To maintain the sound integrity of the wall, all construction gaps and penetrations must be sealed. To make a good acoustic seal, it is useful to imagine that if the adjacent room was full of water that your seal would be good enough to hold back the water pressure. Stuffing loose insulation in the gap just isn’t going to work. Sealing the top of the wall to formed steel deck is challenging enough, without the additional challenge of trying to work through a maze of installed pipes, ducts and conduit. One smart solution to this problem is to “top” the walls before anything else is installed. The upper portions of the walls are insulated and finished, leaving plenty of room to work on properly sealing the wall to deck.

Once the walls have been topped, the plumbing, electrical and mechanical systems are installed. Each of these trades is then responsible for sealing their penetrations through the wall. The technique introduces inconveniences for everyone but the end results look and perform well. 

Sealing pipe and conduit penetrations typically only requires backing rod and flexible caulk, but HVAC duct penetrations through walls rated STC40 or higher must be done by adding a duct silencer in the penetration. Duct silencers are large and expensive, so to keep costs low, the mechanical system is typically routed through the courthouse in a way that minimizes the total number of duct penetrations through those sound rated walls and ceilings.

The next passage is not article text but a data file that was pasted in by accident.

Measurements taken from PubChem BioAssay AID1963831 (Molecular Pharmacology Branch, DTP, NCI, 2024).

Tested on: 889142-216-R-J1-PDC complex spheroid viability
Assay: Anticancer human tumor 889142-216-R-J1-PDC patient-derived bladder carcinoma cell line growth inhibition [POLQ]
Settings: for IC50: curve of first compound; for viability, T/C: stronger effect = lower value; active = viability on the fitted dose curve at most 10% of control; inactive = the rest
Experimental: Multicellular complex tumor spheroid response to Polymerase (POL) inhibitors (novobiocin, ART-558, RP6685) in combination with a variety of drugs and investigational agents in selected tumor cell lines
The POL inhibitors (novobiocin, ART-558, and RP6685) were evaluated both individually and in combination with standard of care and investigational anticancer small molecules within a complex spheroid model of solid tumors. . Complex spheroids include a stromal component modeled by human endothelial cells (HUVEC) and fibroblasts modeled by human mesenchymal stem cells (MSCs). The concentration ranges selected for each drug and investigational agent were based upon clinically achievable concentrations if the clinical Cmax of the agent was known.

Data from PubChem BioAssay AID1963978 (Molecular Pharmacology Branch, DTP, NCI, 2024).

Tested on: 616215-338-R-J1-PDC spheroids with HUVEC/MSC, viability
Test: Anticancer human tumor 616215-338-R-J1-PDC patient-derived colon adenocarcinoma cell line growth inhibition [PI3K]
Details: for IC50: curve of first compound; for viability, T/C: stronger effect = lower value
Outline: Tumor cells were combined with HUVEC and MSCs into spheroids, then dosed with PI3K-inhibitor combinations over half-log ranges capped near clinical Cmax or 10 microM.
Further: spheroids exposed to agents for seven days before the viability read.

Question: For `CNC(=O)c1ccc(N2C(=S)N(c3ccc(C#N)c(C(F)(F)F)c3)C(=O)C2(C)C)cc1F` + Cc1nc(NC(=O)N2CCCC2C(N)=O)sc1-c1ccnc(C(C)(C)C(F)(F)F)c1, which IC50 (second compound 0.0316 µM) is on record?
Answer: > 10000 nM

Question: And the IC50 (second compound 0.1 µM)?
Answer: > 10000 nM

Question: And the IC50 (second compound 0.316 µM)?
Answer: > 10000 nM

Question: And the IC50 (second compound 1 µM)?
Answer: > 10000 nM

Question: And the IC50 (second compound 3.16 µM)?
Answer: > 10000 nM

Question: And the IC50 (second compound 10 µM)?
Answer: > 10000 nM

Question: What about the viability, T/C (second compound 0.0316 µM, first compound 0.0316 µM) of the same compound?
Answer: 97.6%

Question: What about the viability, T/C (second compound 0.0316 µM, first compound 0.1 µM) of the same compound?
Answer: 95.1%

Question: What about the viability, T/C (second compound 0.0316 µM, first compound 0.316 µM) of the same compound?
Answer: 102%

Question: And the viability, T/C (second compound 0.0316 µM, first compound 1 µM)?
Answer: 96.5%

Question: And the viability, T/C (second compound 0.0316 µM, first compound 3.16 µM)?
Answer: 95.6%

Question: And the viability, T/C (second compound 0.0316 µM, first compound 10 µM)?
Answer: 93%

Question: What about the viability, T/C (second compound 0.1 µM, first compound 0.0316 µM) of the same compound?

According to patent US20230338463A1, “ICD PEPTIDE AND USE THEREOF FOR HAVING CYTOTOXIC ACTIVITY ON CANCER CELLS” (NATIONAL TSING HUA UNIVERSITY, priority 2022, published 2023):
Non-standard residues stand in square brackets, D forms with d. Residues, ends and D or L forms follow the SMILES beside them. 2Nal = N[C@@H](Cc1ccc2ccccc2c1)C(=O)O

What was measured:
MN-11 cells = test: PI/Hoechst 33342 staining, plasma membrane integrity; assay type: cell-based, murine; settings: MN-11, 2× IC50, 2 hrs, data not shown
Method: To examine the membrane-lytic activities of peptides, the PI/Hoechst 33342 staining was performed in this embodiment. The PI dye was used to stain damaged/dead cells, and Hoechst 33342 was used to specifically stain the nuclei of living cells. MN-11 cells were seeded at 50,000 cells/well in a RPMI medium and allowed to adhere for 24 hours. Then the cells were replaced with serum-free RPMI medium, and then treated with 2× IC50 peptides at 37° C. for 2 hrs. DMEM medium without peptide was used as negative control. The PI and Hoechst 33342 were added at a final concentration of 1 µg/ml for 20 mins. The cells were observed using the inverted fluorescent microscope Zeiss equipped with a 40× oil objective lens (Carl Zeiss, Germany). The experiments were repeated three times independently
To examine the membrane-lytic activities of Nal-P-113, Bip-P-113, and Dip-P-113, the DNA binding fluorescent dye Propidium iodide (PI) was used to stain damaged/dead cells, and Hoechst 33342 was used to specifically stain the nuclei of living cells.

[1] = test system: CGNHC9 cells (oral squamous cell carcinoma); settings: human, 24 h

Within the jury deliberation suite, to achieve the required noise isolation class rating in excess 70 dB and a speech privacy rating of “inaudible” while also achieving all of the other acoustic requirements is technically possible but is also very expensive to achieve using wall construction alone. Walls rated higher than STC65 are just too difficult to be practical. A smart solution to boost the privacy rating of the jury deliberation suite is the addition of SCIF maskers to its STC65 walls and within its duct silencers. These are small noise generators embedded in the walls and ductwork that are loud enough to prevent someone from eaves-dropping through the wall or duct, but not so loud as to be a nuisance within the surrounding rooms.